Is Your Hospital Moving? Check Out These Effective Patient Transfer Techniques
Birmingham, Ala.’s Trinity Medical Center successfully and efficiently transferred all 97 of its patients to a new facility. Here are the best practices they adopted to make the complex move drama-free.
Alabama’s Trinity Medical Center completed the transfer of its entire patient population to its new location at Grandview Medical Center on Oct. 10.
The complex move was the culmination of more than a year of planning, promotion and coordination that involved more than 18 local and state agencies. The process required meeting myriad patient safety needs, medical standards and staffing levels at two hospitals in addition to effective interagency and public communication.
Despite the seemingly countless ways the multifaceted procedure could have gone wrong, the biggest mishap actually came after the move was completed, when an ambulance got a flat tire. So how were emergency management officials able to ensure such an intricate process went so smoothly? Campus Safety got an inside look at the stages involved.
County Decides on a Hospital Upgrade
In 2013, Alabama state regulators approved Trinity’s move to Grandview Medical Center. Both facilities are located in Birmingham, about a 20 minute drive apart. Grandview was recently built and holds more modern, digitally accessible features than Trinity, which was closed down immediately after the move was completed.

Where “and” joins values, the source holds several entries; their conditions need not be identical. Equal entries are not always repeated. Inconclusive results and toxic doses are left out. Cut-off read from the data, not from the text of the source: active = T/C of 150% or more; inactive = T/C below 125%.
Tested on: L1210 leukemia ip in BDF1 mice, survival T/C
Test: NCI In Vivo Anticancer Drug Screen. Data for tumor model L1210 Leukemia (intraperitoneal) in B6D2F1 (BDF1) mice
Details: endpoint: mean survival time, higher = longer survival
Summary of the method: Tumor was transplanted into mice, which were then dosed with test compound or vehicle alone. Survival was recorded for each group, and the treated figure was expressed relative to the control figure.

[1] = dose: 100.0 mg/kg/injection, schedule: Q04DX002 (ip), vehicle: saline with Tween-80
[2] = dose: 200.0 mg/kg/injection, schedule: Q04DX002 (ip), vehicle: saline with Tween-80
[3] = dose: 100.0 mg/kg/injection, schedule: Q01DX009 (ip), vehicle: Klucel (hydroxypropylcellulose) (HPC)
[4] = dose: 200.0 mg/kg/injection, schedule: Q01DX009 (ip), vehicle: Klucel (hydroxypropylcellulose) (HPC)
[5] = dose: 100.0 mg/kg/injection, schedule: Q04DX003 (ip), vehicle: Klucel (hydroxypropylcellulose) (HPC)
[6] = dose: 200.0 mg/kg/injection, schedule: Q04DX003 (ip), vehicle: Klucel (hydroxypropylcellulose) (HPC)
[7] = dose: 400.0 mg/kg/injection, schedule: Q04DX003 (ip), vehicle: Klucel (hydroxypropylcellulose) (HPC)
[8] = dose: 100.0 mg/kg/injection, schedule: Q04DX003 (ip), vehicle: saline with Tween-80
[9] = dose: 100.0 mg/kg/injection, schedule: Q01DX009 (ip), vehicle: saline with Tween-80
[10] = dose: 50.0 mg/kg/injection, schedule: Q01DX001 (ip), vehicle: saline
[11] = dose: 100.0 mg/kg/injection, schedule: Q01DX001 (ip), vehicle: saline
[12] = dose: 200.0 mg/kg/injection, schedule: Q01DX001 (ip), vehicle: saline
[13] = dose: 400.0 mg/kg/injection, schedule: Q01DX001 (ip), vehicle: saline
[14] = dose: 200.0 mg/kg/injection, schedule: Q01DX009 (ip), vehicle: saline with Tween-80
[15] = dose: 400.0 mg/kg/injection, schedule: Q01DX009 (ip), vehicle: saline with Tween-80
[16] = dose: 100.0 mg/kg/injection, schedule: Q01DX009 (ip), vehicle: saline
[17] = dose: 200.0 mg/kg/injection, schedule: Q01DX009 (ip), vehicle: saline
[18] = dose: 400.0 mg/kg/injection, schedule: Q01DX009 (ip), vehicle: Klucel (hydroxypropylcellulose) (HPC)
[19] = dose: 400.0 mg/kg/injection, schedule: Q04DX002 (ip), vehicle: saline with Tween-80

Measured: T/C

Jim Coker, who had just completed a 35-year career in law enforcement when he retired from the Hoover Police Department, began planning for the move in 2014.
Coker had been appointed the director of the Jefferson County Alabama Emergency Agency in September and needed to find a communications platform that everyone involved could use to coordinate real time patient transports.
It was around that time that Coker settled on Nixle, an Everbridge communications solution, as his choice to manage the emergency communications. The Nixle purchase was made after a financial partnership was agreed to with the city specifying that Coker’s agency would pay for part of the service and Birmingham would pay the rest.
The coordination started immediately. Coker’s agency’s job was to bring dozens of different departments up to speed on the plans. The different actors involved included the Birmingham Police Department, the Birmingham Fire Department, the Alabama Department of Transportation, Alabama State Troopers, both hospital staffs, volunteers and more.
“We worked to assist all of them in working with each other,” says Coker. “We all had a common goal to successfully and safely move these patients, so we had to figure out the best way to achieve that.”
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